Announcements. 1. Mean on multiple choice section of exam 3 = 71% Range from 22% - 100%; 5 people didn’t take exam 3. 2. Reminder - no labs week of Thanksgiving!
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1. Mean on multiple choice section of exam 3 = 71%
Range from 22% - 100%; 5 people didn’t take exam 3.
2. Reminder - no labs week of Thanksgiving!
3. Be sure to get lab report guidelines for last lab report - due in class Dec. 6th. We’ll be much more stringent in grading second lab report; ask questions if unsure.
1. First approach to determine whether a behavior has genetic components - examine differences in behavior between closely related organisms
2. Second approach -selection of a preferred behavior from a genetically heterogeneous population; can trait be transferred by genetic crosses?
3. Third approach -A single gene can control a single behavior (but most behaviors are more complex)
4. Genetics of behavior in Drosophila - courtship behavior and the yellow mutation
I. Genetics of behavior in Drosophila
II. Genetics of human behavior
III. Genetics of behavior in C. elegans
Nov 15 2002 10:27AM
BERLIN (Reuters) - A leading German magazine reported on Friday that researchers have found a certain type of fly can show homosexual tendencies when temperatures are increased above 86 degrees Fahrenheit. The monthly natural science magazine "Geo" said researchers at the Beckman Research Institute in Los Angeles had found the fruit fly "drosophila melanogaster" had developed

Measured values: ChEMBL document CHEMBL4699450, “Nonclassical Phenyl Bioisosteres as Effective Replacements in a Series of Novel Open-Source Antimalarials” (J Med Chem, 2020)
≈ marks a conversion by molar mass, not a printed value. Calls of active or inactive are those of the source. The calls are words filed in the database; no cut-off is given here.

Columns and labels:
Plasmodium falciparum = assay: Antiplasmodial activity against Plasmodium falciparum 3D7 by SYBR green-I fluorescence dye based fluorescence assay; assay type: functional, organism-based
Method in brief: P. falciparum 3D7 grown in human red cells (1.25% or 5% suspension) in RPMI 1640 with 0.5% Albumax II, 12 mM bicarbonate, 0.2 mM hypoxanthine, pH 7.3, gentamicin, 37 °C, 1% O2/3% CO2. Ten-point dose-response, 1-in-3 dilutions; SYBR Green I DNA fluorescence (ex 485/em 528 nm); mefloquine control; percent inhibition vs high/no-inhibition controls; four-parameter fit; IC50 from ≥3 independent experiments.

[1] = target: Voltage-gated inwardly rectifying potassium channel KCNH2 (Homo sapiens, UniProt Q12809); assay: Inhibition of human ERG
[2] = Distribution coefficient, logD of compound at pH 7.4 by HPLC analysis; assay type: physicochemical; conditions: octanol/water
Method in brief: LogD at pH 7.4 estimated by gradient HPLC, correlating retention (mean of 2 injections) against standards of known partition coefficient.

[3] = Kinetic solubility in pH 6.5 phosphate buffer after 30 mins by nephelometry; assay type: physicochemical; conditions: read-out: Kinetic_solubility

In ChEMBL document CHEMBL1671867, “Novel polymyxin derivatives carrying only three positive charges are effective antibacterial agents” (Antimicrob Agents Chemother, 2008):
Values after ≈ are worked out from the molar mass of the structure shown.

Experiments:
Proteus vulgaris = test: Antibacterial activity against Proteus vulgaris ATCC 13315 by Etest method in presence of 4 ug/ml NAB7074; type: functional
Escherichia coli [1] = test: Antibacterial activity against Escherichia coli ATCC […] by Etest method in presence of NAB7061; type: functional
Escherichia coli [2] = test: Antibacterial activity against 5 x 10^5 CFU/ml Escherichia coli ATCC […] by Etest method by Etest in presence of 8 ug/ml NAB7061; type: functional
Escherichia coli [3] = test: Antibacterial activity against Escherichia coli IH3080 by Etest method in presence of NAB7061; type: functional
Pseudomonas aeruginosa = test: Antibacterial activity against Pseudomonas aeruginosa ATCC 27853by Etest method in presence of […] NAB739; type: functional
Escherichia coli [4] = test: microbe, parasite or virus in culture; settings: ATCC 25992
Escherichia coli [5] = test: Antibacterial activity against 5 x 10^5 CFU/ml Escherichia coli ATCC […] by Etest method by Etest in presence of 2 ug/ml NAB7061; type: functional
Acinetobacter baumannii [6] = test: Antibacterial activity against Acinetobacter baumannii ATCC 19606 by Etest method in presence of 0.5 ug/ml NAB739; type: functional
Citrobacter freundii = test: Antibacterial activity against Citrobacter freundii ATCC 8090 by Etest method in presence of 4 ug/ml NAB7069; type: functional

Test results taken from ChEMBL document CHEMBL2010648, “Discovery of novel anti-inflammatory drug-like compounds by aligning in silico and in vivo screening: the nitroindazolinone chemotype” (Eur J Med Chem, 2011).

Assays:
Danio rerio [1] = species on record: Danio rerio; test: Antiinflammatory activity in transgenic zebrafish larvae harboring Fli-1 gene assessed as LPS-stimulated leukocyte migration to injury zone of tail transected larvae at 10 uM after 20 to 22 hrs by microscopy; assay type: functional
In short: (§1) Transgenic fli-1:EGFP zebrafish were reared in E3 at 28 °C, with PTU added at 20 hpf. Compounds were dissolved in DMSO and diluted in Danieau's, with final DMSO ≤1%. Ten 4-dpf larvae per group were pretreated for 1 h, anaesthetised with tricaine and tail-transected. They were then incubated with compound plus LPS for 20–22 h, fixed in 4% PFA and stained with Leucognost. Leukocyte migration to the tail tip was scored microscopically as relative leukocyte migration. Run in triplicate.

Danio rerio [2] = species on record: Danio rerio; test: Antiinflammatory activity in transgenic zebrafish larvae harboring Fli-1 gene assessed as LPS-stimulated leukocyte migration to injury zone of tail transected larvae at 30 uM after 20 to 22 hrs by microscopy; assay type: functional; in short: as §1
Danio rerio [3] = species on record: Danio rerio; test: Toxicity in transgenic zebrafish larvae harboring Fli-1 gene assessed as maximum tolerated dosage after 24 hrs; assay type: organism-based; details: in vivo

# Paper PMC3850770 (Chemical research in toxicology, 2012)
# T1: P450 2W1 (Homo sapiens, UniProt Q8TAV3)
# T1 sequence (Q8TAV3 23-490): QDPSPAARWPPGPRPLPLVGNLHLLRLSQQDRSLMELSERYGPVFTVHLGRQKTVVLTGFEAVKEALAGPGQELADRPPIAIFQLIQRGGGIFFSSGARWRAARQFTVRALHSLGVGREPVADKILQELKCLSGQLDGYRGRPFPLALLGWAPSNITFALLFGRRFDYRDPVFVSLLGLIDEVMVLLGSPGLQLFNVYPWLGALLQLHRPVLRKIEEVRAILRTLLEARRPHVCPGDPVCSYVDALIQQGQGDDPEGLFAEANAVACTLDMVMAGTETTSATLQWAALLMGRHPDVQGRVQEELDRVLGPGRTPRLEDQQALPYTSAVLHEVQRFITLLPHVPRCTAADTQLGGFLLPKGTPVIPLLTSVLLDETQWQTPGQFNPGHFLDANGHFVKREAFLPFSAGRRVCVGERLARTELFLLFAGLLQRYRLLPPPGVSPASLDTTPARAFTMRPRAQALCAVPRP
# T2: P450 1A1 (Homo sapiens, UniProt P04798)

a "homosexual preference" when the laboratory temperature was increased from about 19 degrees to above 30 degrees.
"The male flies displayed clear heterosexual activities when temperatures were at 19 degrees, but above 30 degrees their behavior changed within minutes," the report in the December issue of "Geo" released on Friday said.
"The male flies ignored the female partners at that point and chased after their male counterparts. As soon as the temperature was reduced again, they returned to their
The fruit fly, which is about 3 mm long, typically accumulates around spoiled fruit. It is one of the most valuable organisms in biological research, particularly in
genetics and developmental biology.
The scientists that made the discovery were led by Toshihiro
More difficult to characterize genetic control of behavior in humans - why?
monoamine oxidase syndrome
Using RFLP analysis, locus mapped to X chromosome, near MAOA gene.
In which gene was genetic variation observed that allowed mapping to X chr.?
How would you confirm MAOA gene is involved in this syndrome in this family?
Of 300 induced mutations, 77 affected movement of animal
What are two movement mutants you’ve seen in lab?
Rollers (rol): go in circles on agar plates
- defects in nerve cord or body musculature
Uncoordinated (unc): from twitching to nearly complete paralysis
- defects in nerve cord or body musculature
- many unc mutants on each of 6 chromosomes
How do worms eat? What do worms eat?
Three phenotypic mutant classes:
eat (41 mutations) - affect nervous system function and muscle functions
pha (2 mutations) - defects in morphogenesis
phm (9 mutations) - affect muscle contraction
Cloned genes = ion channels and signaling cascades
Paper by Bargmann et al., 1993. Cell 74: 515-527.
Known at start of study:
in vertebrates, olfaction is used to detect presence of any volatile organic molecule and discriminate among different molecules
Odorants bind to receptors in cilia of olfactory neurons and induce a signaling cascade in the cell
Questions: 1. How specific is interaction of odorants and receptors?
2. How many receptors are expressed on a single olfactory neuron?
3. How is information about odorants trnsmitted to brain to generate appropriate behavior?
Approach: determine whether C. elegans is attracted to volatile organic molecules; then screen for mutants that fail to chemotax to particular odorant; characterization of mutants will help address questions and allow for genes involved in process to be identified
- tested 121 volatile organic chemicals: 50 strong attractants, 11 variable, weak attractants; 60 not attractive